We had wanted to get entry tickets for sunrise on Cadillac Mountain, which is allegedly the first place to see the sunrise in the continental United States, but tickets are VERY limited. They are released on line a few weeks prior to the date of your visit, and you have to move fast to snatch them up. If you’d like to park t the base of the mountain and climb up, you don’t need an entry ticket as those are mostly to regulate parking, but it’s going to be a long hike completely in the dark.
For dinner we went into Bar Harbor and had reservations at Geddy’s, which is a seafood mecca located right on the main drag. Reservations for restaurants in Bar Harbor are definitely recommended, even when it is off-peak season. It was a bit later in the evening, so a lot of the surrounding shops were closed, but I earmarked plenty I wanted to visit the next morning.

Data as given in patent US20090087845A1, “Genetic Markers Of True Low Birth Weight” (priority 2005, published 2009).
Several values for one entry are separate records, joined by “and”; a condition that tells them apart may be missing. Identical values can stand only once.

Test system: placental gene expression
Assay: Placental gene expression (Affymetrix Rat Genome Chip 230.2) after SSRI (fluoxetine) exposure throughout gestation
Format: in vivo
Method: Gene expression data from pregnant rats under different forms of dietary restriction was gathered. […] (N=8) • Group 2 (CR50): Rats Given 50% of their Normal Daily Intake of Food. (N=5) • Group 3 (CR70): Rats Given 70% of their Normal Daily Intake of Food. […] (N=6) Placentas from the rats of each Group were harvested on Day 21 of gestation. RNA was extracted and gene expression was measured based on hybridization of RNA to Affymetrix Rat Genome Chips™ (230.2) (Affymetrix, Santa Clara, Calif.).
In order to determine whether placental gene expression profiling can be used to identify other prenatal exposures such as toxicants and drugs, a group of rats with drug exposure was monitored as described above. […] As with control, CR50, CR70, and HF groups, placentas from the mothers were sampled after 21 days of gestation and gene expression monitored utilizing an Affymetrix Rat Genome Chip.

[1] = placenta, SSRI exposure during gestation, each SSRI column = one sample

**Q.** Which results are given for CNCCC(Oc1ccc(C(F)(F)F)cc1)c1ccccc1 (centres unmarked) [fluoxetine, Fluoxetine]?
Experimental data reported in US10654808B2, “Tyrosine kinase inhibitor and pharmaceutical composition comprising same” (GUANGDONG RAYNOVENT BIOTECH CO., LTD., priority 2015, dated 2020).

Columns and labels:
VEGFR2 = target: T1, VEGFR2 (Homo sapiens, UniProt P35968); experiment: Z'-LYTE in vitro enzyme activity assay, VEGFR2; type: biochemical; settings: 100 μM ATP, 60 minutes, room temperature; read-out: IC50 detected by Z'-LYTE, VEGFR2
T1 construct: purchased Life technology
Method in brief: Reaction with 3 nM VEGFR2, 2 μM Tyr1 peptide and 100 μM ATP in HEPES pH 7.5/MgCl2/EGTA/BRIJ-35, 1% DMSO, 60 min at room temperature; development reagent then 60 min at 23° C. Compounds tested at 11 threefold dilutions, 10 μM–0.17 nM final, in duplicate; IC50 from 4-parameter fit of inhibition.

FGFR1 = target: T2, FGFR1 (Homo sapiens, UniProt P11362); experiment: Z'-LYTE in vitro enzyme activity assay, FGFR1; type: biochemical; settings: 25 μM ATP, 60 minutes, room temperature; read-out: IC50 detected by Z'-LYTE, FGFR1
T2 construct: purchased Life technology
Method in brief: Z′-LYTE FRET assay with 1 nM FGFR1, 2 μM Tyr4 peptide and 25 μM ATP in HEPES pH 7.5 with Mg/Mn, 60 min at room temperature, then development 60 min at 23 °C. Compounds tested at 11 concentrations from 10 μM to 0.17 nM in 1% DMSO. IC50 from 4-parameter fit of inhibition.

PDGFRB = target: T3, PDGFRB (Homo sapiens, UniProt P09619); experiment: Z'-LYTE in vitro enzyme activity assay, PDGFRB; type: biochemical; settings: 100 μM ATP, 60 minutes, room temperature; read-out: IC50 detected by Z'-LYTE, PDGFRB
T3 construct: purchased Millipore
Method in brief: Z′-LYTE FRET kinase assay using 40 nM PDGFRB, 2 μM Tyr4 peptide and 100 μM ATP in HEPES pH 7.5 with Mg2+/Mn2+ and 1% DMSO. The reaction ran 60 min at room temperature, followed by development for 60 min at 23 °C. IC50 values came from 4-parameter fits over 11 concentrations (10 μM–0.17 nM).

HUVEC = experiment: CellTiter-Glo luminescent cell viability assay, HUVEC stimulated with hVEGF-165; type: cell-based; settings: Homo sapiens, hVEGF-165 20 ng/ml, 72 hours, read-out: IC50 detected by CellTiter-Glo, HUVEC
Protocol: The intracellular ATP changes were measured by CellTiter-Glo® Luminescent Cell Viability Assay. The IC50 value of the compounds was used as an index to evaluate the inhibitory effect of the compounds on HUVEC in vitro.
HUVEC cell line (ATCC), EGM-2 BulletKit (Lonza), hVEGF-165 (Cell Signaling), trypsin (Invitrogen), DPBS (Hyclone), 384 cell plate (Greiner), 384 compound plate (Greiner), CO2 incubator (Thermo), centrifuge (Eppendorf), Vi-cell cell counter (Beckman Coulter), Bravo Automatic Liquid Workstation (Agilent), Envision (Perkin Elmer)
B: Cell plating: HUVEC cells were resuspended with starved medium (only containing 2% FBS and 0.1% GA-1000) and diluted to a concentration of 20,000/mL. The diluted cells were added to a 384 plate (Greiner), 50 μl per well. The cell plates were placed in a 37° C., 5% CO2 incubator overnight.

Day 5 – Bar Harbor
Intended AND Actual Itinerary:
- Breakfast at Cafe This Way
- Peruse the shops in Bar Harbor
- Drive up to the summit of Cadillac Mountain
For our last day in the Bar Harbor area, we headed into town for some breakfast at Cafe This Way. It’s a super cute little breakfast only spot with indoor, outdoor, and tented seating (at least when we went in October 2021). The food is good and the service is quick, and it’s location is perfect for perusing the shops.
Our final activity was a midday drive up to the summit of Cadillac Mountain to take in the views. The weather was absolutely perfect, and the leaves were really starting to put on a show. I would love to get back to Acadia someday to do even more exploring, especially in a different season just to see how much the terrain changes. Do you have any favorite Acadia hikes you would recommend?
I hope this itinerary/blog is helpful in planning your own trip to the land of 1000 lighthouses. I can’t believe it’s taken me so long to get up to Maine, but it certainly won’t be my last visit. Leave a comment down below with any of your favorite sights, lighthouses, restaurant recommendations, or additional giant troll sculptures!